Don’t let Netflix’s quiet M&A track record fool you: The company is open to making the right deal, according to top execs who discussed that prospect in an appearance on the streaming service’s pre-taped discussion following its earnings report Monday.
Though the Los Gatos, Calif.-based company has made only one acquisition in its 20-year history — comic-book publishing company Millarworld — Netflix chief content officer Ted Sarandos signaled his interest. “In terms of using M&A to acquire intellectual property, it could be a very useful tool,” he said.
Sarandos cited the example of Millarworld, which Netflix purchased last year for an undisclosed sum. He indicated the company is already in production on one series based on a Millarworld property, “The Magic Order,” and that the acquired company released its first comic book under Netflix auspices.
Citing Netflix’s historical disinclination to acquire, Spencer Wang, VP of investor relations and corporate development, also cautioned that the past isn’t necessarily an indicator of what the future holds for the company.
“Based on that track record, I think the takeaway for investors is that we have a strong bias to build over buy,” said Wang. “That being said, we do see M&A as a perfectly fine tool for us to help find interesting assets that help us grow the business. From our perspective, we continue to be on the lookout for new IP and other related assets that help us improve the service and help us grow faster.”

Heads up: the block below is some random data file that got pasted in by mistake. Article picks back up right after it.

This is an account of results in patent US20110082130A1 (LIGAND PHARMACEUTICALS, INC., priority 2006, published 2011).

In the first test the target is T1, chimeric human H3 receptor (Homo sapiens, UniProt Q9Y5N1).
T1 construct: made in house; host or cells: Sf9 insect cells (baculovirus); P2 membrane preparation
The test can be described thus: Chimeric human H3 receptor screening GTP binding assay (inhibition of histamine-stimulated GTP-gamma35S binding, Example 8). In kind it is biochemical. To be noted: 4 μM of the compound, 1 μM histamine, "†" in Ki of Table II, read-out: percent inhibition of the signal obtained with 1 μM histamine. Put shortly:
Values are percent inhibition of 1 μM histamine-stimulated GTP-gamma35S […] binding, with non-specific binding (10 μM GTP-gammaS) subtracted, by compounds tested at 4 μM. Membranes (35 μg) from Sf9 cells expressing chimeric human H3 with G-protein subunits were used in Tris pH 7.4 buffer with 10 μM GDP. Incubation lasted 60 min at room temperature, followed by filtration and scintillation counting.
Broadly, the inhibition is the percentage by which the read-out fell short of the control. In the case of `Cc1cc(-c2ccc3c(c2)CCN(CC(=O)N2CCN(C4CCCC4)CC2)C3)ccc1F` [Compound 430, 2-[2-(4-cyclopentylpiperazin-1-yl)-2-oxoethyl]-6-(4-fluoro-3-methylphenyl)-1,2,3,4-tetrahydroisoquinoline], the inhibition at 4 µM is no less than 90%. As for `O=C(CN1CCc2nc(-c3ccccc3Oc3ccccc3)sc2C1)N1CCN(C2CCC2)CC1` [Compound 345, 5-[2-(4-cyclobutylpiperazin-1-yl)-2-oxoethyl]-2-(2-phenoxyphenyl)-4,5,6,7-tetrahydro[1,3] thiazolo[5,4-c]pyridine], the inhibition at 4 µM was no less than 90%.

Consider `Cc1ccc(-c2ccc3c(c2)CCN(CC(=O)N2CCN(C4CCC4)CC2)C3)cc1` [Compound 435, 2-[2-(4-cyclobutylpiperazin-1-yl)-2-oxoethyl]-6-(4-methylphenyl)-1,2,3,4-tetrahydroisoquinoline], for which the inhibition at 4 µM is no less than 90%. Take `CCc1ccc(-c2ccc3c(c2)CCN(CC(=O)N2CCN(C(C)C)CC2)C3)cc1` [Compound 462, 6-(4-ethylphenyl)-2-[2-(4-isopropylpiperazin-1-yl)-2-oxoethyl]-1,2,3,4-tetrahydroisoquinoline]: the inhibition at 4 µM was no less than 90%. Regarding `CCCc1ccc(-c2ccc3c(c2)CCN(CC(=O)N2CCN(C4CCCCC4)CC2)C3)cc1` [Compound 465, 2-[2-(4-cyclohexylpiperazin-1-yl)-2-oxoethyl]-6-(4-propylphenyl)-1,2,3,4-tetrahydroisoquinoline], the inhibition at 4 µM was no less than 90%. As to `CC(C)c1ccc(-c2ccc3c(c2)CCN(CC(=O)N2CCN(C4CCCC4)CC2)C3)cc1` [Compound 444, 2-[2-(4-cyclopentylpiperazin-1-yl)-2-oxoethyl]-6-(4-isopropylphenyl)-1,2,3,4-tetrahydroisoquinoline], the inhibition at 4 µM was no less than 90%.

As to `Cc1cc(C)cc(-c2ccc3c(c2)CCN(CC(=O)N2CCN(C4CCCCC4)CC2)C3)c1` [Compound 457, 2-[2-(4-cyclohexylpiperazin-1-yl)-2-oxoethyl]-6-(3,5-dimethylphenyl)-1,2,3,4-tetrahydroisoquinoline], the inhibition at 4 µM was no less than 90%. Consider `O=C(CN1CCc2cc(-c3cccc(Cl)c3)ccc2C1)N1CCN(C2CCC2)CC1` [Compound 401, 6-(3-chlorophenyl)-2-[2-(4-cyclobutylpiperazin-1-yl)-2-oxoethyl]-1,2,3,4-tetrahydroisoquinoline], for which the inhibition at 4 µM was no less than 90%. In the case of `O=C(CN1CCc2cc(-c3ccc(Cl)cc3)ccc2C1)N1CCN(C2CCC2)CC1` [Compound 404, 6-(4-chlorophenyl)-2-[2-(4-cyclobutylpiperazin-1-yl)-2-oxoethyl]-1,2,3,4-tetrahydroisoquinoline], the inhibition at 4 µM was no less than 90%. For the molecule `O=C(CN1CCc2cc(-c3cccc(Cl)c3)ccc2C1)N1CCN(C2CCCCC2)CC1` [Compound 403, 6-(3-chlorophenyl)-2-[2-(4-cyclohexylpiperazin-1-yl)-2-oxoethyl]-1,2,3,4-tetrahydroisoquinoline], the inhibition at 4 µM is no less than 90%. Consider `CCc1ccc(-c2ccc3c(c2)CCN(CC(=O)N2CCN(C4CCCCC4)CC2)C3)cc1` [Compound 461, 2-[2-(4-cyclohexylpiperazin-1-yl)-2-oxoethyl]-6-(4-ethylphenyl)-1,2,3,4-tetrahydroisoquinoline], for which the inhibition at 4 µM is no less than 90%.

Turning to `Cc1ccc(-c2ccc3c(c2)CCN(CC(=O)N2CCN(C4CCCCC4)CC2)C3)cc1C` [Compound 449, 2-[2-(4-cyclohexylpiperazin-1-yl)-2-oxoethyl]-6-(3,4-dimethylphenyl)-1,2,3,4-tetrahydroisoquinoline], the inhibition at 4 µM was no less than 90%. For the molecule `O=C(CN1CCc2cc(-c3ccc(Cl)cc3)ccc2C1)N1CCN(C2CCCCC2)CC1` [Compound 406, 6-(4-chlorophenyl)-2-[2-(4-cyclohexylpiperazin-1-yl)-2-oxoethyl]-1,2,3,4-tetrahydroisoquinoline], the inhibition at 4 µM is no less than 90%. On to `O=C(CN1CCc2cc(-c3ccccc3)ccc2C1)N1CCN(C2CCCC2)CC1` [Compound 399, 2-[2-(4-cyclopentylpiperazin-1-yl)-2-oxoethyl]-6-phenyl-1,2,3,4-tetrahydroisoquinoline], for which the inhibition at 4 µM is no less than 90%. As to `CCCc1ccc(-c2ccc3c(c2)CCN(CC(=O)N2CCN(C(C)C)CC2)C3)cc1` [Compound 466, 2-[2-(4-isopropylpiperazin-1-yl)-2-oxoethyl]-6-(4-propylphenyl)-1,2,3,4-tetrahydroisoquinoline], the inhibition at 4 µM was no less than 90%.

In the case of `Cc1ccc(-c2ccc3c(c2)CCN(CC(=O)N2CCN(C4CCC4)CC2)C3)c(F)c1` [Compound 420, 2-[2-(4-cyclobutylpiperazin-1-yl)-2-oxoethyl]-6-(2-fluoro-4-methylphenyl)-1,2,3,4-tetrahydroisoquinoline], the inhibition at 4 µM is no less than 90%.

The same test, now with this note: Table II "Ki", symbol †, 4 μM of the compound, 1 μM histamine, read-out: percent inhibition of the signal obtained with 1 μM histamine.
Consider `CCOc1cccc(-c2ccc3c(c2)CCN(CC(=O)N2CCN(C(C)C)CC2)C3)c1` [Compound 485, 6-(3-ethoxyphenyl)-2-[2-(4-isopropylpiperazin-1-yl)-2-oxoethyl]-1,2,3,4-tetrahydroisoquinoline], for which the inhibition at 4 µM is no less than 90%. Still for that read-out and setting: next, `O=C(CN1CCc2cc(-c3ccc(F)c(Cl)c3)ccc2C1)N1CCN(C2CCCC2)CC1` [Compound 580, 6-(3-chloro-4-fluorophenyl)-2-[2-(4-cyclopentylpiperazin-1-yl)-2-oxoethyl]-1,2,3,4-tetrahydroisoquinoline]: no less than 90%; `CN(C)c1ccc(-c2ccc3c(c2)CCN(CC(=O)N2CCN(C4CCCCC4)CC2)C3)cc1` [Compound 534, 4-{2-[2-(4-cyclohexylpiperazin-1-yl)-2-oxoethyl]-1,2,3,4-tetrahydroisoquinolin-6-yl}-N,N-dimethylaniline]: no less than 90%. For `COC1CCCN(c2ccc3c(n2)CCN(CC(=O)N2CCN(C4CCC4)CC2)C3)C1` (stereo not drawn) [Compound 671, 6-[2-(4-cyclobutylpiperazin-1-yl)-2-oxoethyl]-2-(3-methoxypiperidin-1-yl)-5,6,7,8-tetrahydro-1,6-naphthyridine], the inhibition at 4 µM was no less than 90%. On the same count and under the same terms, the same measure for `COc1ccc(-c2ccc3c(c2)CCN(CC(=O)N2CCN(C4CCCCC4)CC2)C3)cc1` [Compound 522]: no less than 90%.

Wang and Sarandos were mum on a pair of recent reports that Netflix was circling potential acquisition targets including EuropaCorp, Luc Besson’s film studio, and Los Angeles-based billboard company Regency Outdoor Advertising.
Netflix CEO Reed Hastings took part in the videotaped discussion as well but did not address M&A prospects. He did, however, touch on the troubles other technology giants like Facebook are currently encountering with data privacy, and claimed that not being in the advertising business keeps Netflix from being vulnerable to those issues.
“We’re substantially inoculated from the other issues that are happening in the industry, which is great,” he said. Hastings, it’s worth noting, is a member of Facebook’s board of directors.
Correction: This article initially reported that the name of the Millarworld property in production was “The Umbrella Academy,” which was what Sarandos had said during the post-earnings discussion. A Netflix representative later clarified that Sarandos had misspoke, and had meant to say “The Magic Order.”